I want you to start using a very simple filter that will block out outside information. The filter sounds like this: "I only allow thoughts from people who are the product of their thinking and whom I want to be like, to enter my head."

The words "Who do I want to be like" are extremely important. Because everyone is a product of their thoughts, and if the thoughts are of low quality, then life will reflect this. Your goal is to align yourself with people who think and live well. To do this, you need to filter out thoughts that no longer serve you and let in only those that bring you closer to what you desire. So you only listen to people who have healed themselves.

My clients' most common question at this stage is usually this: "What if I have to filter information from a loved one from whom I cannot distance myself?"

Here's what you need to understand. If this is a loved one, then all his thoughts have long entered you, and it's too late to filter them. It's not necessary to distance yourself from this person to reprogram your life because, for you, they are no longer the main source.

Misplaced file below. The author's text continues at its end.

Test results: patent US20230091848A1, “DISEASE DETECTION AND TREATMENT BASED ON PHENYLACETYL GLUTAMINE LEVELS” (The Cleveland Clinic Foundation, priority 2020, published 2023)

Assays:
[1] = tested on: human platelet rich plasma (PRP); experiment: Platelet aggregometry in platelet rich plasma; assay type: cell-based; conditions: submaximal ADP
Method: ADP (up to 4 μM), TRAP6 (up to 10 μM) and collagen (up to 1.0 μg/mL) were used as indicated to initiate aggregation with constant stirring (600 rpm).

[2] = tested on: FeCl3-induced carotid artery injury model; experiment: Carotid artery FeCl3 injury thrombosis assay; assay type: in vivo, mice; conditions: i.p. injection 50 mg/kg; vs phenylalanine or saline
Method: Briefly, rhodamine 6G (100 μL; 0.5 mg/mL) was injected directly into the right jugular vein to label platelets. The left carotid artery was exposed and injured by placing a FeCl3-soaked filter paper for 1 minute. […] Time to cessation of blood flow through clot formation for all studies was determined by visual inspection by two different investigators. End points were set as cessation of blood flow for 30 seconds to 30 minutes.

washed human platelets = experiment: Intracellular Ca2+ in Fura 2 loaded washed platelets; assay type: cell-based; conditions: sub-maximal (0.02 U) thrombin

Your brain is like a CD on which you can overwrite old information with new. And you can do this if you filter out all the usual sources of thoughts and direct your attention to new ones. The old will be forgotten, and the new will come.

Choosing the Right Mentors

For example, I don't read the news, spend almost no time online, and don't listen to people who talk about things they don't have. I don't read business books because they're usually written by people with smaller businesses than mine. I don't allow people who can't show me the results of their advice in their own lives to give me advice. I don't work with fitness trainers whose bodies aren't examples of great physical shape or consultants who advise on things they haven't done for themselves.

Now you know what the fourth principle of metacognitive programming is - be a product of your product.

In the next article, we will discuss the fifth - and last - principle. And after that, your formal training in self-coaching will begin.